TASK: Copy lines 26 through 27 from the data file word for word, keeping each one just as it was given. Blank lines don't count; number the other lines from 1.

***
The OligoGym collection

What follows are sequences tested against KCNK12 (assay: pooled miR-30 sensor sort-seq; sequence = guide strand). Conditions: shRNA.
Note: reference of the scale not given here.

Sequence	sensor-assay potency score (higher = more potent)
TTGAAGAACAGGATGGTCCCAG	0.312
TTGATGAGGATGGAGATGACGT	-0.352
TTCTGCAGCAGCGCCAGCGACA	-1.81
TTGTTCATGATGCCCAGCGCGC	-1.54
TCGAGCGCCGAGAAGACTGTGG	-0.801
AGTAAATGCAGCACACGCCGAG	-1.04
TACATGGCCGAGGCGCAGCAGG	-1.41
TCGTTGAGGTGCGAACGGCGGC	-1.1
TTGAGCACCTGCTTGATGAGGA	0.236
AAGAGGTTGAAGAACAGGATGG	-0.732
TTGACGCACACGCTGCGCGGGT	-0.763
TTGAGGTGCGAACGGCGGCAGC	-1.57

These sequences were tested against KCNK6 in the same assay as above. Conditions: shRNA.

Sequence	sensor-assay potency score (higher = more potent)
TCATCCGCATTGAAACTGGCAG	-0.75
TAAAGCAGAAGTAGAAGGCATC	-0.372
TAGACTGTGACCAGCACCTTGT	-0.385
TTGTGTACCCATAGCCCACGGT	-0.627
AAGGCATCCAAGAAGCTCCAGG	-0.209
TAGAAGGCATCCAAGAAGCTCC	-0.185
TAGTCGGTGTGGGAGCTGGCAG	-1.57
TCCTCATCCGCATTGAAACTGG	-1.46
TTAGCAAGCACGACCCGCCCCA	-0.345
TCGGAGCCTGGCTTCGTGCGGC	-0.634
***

TCCTCATCCGCATTGAAACTGG	-1.46
TTAGCAAGCACGACCCGCCCCA	-0.345